Last updated: February 19. 2013 8:06PM - 356 Views

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Superintendents Frank Galicki of the Dallas School District and James McGovern of the Lake-Lehman School District are the men ultimately in charge of how safely students travel to school during inclement weather.

When our area saw its first brush with snow of the season this past Tuesday, Lake-Lehman remained on its regular schedule while Dallas called a two-hour delay.

That isn't the way things are normally done. It all comes down to planning and timing. Galicki explained that all schools communicate before and during storms or anticipated weather to coordinate schedules as much as possible.

There is a network; the West Side supers contact each other, he said.

Usually, the decision to call a delay or cancellation is made by 6 a.m. Galicki explained that since Tuesday's snow didn't start until late morning, that decision was not made until approximately 6:20 a.m.

McGovern said that some Lake-Lehman students get picked up by 6 a.m. For his district, the decision to have a two-hour delay or a cancellation needs to be made no later than 5:45 a.m. before buses are on the road. Because snow didn't start to fall until later in the morning on Tuesday, McGovern felt it was safer to get students to school before the roads got worse, and then wait it out until the end of the day when roads were clear.

The only time it gets tricky is when the private schools make a different decision, said McGovern. West Side Career and Technical Center also had a two-hour delay on Tuesday.

This is one of the first times we have had a situation like this arise, he said. Because of the communication between districts, schools are usually on the same schedule but on Tuesday, Lake-Lehman students who attend West Side CTC were given a study hall period until buses were up and running.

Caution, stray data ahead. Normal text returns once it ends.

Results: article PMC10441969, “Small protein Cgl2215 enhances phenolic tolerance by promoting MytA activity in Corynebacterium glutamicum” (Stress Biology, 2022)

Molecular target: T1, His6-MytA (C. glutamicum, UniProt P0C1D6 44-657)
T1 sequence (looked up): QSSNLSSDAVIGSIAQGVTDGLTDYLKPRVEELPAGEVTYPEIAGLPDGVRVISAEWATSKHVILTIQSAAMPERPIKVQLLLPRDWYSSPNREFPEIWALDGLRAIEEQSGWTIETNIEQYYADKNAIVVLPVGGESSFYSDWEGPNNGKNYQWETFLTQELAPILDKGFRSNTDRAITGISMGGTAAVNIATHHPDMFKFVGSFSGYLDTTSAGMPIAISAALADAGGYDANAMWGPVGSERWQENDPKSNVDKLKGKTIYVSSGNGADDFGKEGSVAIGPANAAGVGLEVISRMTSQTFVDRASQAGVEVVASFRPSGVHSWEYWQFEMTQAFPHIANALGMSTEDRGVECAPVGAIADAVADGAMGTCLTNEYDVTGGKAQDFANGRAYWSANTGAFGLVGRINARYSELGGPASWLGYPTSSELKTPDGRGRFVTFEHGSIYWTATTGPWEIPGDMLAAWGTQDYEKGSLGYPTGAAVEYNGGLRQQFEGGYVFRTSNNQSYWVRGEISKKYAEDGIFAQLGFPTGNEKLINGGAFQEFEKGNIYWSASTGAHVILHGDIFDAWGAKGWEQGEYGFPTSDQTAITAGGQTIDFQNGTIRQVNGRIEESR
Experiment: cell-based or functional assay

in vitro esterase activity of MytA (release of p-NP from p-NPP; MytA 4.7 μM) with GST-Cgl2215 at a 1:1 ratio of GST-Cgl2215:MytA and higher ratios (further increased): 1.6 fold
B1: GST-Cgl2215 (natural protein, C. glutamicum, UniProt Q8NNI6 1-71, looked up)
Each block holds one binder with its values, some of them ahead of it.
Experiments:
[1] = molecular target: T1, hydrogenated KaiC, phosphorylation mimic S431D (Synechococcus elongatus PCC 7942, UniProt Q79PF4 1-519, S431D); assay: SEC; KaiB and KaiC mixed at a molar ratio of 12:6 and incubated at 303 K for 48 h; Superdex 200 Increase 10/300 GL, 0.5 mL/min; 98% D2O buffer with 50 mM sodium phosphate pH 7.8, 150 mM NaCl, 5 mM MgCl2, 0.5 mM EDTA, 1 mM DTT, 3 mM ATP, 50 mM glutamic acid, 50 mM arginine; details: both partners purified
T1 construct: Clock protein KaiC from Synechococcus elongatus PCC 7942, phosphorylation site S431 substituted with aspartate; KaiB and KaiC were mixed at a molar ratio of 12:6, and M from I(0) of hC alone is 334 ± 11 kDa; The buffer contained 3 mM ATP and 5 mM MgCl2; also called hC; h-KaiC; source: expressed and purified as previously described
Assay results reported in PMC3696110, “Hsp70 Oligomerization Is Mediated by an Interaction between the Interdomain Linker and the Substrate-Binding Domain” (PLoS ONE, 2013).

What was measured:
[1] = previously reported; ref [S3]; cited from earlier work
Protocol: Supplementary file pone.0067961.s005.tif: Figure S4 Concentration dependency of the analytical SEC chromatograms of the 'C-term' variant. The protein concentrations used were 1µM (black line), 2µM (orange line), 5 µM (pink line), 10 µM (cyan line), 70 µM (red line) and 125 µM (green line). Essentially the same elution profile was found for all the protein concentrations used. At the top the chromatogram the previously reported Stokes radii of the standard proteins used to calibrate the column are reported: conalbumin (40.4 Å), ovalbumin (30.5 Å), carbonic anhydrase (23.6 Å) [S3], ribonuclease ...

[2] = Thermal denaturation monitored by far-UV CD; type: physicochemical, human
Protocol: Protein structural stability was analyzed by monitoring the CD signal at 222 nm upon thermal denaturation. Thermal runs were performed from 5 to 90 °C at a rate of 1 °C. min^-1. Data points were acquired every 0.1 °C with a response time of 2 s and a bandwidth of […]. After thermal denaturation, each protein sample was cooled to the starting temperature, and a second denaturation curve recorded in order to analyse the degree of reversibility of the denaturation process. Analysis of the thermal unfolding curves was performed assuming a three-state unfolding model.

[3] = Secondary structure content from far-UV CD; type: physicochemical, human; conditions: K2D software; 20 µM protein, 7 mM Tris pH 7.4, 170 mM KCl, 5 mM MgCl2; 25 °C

Before decisions are made, both Galicki and McGovern contact the director of the bus companies serving their respective districts. For Dallas School District, that means calling Jeff Emanuel, whom Galicki relies on to give him an evaluation of roads in the district. If Emanuel feels the roads are slick, he will offer an opinion on whether the district should have a delay or a closing.

If officials change the status from a delay to a closing, they make that decision by 8:30 a.m. before buses are on the road.

In other weather situations, like when an overnight storm is anticipated, decisions are made a little differently.

We like to make a decision by 10 p.m. when there is a storm pending so it can make the 10 or 11 p.m. news, Galicki said.

In the case of a cancellation, every district handles make-up days differently. Galicki has found that working snow days into the end of the year works best for his district. He noted that some districts will take days out of extended holidays such as Easter break but because families tend to make travel plans during those times, attendance is poor.

If there is a delay, the school day counts as a full day. McGovern said that, in delay scenarios, elementary classes determine their schedule by room while students in upper grades follow a condensed schedule. High school students have each of their scheduled classes, although they are shortened.

Both superintendents stressed their main concern when making these decisions is the safety of the students, personnel and drivers.

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